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  Bingo Long Traveling All-Stars and Motor Kings, The Take Me Out To The Ball Game
Year: 1976
Director: John Badham
Stars: Billy Dee Williams, James Earl Jones, Richard Pryor, Rico Dawson, Sam 'Birmingham' Brison, Jophery C. Brown, Leon Wagner, Tony Burton, Stan Shaw, Otis Day, Ted Ross, Mabel King, Sam Laws, Alvin Childress, Ken Foree, Carl Gordon, Ahna Capri, Marcia McBroom
Genre: Comedy, DramaBuy from Amazon
Rating:  6 (from 1 vote)
Review: In 1939, the world is on the brink of war, but things do carry on, and in the United States the baseball diamonds are host to ball games as they have been for decades. However, the sport is segregated between the white players and the black players, which means the latter play in the Negro League, and that tends to be run by opportunists. Bingo Long (Billy Dee Williams) is one of the players, and as he discusses with his friend and catcher Leon Carter (James Earl Jones) a lot of the participants are growing tired of this exploitation. After one of their teammates, Rainbow (Otis Day), suffers an injury during a game and is banned, they realise this has to change...

This film was one of those historical efforts where genuine facts and people were adapted and renamed to fit a more audience-friendly narrative, so many of the characters here were based on real players, and the incidents portrayed were not a million miles away from what actually happened to them. Nevertheless, you could accuse this of sugarcoating the segregation aspect, for it is not mentioned throughout, though that may have been down to it featuring a largely African-American cast who in this telling kept themselves to themselves; with very little mixing of the races, you may wonder why there was a push to integrate the two Leagues at all when there was no pressure to.

Of course there was as a matter of record, but this was set a few years before Jackie Robinson was becoming one of the game's biggest names, just on the cusp of the breakthrough that saw black and white legally allowed to play on the same team, never mind against one another. What Long does is establish his own team, a roaming one that shows up in various locations around America and plays the local team, so a leftist "controlling the means of production", as Leon puts it, will guide them around the business. And as much as it was a sporting movie, this was a business movie too, delineating the ins and outs of overseeing a sporting side and the subterfuge that accompanies it.

The leader of the Negro League, who has the backing of other team owners, is Sallie Potter, played by Ted Ross, one of a number of talents this Motown production raided the likes of Broadway and the music industry to appear. But there were real baseball players in this as well, acquitting themselves with some skill when it came to the acting aspect, and a nice change from all those seventies American football players who dotted the cinematic landscape as far as sports stars were concerned. All this guaranteed the baseball fans would be well-disposed towards it, though that also had the effect of rendering it a very American entertainment and like other baseball movies from The Bad News Bears to The Natural to Major League, they did not travel wholly successfully out of that market.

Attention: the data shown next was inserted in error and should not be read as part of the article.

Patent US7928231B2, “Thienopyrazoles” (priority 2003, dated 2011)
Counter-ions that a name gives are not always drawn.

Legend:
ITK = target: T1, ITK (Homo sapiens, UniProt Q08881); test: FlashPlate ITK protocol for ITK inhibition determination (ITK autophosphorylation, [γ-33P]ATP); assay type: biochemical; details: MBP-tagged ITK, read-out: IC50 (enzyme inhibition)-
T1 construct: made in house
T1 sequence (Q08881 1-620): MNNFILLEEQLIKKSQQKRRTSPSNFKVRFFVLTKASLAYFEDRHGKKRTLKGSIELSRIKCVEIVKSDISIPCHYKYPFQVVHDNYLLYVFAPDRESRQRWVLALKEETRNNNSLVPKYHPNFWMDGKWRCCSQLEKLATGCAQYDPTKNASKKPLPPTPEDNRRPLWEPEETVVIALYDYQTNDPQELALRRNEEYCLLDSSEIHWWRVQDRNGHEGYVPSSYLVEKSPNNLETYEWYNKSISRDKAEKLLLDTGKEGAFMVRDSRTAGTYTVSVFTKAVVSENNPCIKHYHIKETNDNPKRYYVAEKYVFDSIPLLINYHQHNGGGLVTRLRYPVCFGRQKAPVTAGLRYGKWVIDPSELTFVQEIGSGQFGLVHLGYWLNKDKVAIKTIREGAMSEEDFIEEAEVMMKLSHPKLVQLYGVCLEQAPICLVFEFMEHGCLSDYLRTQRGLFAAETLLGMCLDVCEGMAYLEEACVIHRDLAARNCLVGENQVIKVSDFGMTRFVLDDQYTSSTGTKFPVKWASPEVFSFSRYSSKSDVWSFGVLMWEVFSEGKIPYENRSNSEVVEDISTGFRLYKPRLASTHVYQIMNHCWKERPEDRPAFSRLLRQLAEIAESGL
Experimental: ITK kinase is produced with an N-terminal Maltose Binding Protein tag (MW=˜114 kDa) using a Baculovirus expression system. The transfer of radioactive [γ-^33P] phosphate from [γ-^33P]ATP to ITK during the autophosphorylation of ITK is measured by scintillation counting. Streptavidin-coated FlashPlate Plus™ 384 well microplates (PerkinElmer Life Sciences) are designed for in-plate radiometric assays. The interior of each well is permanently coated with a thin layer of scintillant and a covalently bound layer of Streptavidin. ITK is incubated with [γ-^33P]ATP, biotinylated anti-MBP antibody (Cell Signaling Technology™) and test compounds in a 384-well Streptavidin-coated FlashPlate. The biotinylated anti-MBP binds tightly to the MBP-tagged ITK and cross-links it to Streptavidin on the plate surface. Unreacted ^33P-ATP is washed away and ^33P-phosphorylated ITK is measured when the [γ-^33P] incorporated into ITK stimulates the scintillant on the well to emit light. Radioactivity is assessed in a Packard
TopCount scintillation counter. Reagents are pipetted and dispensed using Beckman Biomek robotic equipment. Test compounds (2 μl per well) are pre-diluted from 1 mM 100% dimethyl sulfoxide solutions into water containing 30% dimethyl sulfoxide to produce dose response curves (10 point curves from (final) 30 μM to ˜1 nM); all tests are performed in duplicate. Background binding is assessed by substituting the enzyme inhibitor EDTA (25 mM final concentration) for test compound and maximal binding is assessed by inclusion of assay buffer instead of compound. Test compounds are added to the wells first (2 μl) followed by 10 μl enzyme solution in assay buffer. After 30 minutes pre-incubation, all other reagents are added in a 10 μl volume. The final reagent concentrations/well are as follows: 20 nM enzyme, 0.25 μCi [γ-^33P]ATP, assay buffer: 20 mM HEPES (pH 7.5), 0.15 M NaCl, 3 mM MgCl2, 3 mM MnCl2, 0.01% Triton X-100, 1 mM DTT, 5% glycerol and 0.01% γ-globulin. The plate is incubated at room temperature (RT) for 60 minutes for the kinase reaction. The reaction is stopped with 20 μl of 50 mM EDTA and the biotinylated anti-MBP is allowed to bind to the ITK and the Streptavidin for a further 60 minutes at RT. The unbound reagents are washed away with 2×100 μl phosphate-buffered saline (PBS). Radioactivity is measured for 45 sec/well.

Nevertheless, there were good reasons to give this a go, one being a very fine ensemble cast that might have given its ostensible leading man Williams less to do than he really should have, but did provide virtual guest stars like Richard Pryor with interesting scenes to play, both comedic and serious. Though billed as humorous, it was not exactly a laugh riot, and while there were scattered chuckles when the jokes were delivered, primarily it felt a lot more serious minded than was given credit for. The strongarm tactics employed by villainous Potter were tantamount to attempted murder in some instances, which was none too hilarious, and the liberal use of the N word was an indication why this faded away from television showings down the years. In a parallel universe, Steven Spielberg followed Jaws with this instead of Close Encounters of the Third Kind (it was penned by the writers of his The Sugarland Express), but first timer John Badham was more holding it together here than a dominant voice. Still, it was well-performed and unusual in subject matter. Music by William Goldstein (kind of ragtime, with songs).
Reviewer: Graeme Clark

 

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John Badham  (1939 - )

British-born, American-raised director of mostly medium-sized hits. He progressed from television in the 1970s to direct The Bingo Long Traveling All-Stars and Motor Kings, but his second film was the blockbuster Saturday Night Fever. After that came a remake of Dracula, Blue Thunder, classic Cold War sci-fi WarGames, Short Circuit, Stakeout, the underrated The Hard Way, Nick of Time and Drop Zone, amongst others. He moved back into TV in the 2000s.

 
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